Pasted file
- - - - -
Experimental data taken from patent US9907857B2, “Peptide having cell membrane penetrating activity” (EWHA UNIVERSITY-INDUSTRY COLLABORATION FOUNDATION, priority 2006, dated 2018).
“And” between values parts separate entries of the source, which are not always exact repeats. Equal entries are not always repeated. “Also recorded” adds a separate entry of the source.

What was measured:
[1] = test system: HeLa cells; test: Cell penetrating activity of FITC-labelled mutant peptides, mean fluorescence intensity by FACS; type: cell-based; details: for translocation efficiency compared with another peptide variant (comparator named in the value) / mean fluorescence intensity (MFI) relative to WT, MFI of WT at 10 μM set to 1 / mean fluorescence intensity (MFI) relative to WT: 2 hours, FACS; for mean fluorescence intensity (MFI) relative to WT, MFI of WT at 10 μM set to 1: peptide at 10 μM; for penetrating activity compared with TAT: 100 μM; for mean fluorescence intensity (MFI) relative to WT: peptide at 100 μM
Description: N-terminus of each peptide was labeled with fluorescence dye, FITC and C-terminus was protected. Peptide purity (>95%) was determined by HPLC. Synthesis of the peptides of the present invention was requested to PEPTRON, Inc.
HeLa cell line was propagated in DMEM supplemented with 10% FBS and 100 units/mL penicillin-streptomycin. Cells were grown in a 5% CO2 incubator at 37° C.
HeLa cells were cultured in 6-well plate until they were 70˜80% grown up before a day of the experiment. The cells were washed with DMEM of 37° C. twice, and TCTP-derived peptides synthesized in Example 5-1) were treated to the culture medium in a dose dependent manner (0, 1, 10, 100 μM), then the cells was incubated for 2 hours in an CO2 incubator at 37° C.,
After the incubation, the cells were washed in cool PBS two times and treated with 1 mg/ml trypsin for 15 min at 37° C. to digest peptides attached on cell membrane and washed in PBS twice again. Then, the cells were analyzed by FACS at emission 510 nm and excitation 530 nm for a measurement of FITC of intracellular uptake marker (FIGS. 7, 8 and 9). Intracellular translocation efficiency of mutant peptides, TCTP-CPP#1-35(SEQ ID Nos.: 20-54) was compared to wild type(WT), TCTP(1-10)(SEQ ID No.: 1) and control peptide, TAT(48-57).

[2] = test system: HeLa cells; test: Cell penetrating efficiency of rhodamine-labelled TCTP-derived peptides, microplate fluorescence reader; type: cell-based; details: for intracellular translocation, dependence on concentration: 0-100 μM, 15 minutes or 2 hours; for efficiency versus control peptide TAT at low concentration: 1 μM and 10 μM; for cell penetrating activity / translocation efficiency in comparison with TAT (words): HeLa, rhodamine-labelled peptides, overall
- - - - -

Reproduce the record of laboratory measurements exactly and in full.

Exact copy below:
Experimental data taken from patent US9907857B2, “Peptide having cell membrane penetrating activity” (EWHA UNIVERSITY-INDUSTRY COLLABORATION FOUNDATION, priority 2006, dated 2018).
“And” between values parts separate entries of the source, which are not always exact repeats. Equal entries are not always repeated. “Also recorded” adds a separate entry of the source.

What was measured:
[1] = test system: HeLa cells; test: Cell penetrating activity of FITC-labelled mutant peptides, mean fluorescence intensity by FACS; type: cell-based; details: for translocation efficiency compared with another peptide variant (comparator named in the value) / mean fluorescence intensity (MFI) relative to WT, MFI of WT at 10 μM set to 1 / mean fluorescence intensity (MFI) relative to WT: 2 hours, FACS; for mean fluorescence intensity (MFI) relative to WT, MFI of WT at 10 μM set to 1: peptide at 10 μM; for penetrating activity compared with TAT: 100 μM; for mean fluorescence intensity (MFI) relative to WT: peptide at 100 μM
Description: N-terminus of each peptide was labeled with fluorescence dye, FITC and C-terminus was protected. Peptide purity (>95%) was determined by HPLC. Synthesis of the peptides of the present invention was requested to PEPTRON, Inc.
HeLa cell line was propagated in DMEM supplemented with 10% FBS and 100 units/mL penicillin-streptomycin. Cells were grown in a 5% CO2 incubator at 37° C.
HeLa cells were cultured in 6-well plate until they were 70˜80% grown up before a day of the experiment. The cells were washed with DMEM of 37° C. twice, and TCTP-derived peptides synthesized in Example 5-1) were treated to the culture medium in a dose dependent manner (0, 1, 10, 100 μM), then the cells was incubated for 2 hours in an CO2 incubator at 37° C.,
After the incubation, the cells were washed in cool PBS two times and treated with 1 mg/ml trypsin for 15 min at 37° C. to digest peptides attached on cell membrane and washed in PBS twice again. Then, the cells were analyzed by FACS at emission 510 nm and excitation 530 nm for a measurement of FITC of intracellular uptake marker (FIGS. 7, 8 and 9). Intracellular translocation efficiency of mutant peptides, TCTP-CPP#1-35(SEQ ID Nos.: 20-54) was compared to wild type(WT), TCTP(1-10)(SEQ ID No.: 1) and control peptide, TAT(48-57).

[2] = test system: HeLa cells; test: Cell penetrating efficiency of rhodamine-labelled TCTP-derived peptides, microplate fluorescence reader; type: cell-based; details: for intracellular translocation, dependence on concentration: 0-100 μM, 15 minutes or 2 hours; for efficiency versus control peptide TAT at low concentration: 1 μM and 10 μM; for cell penetrating activity / translocation efficiency in comparison with TAT (words): HeLa, rhodamine-labelled peptides, overall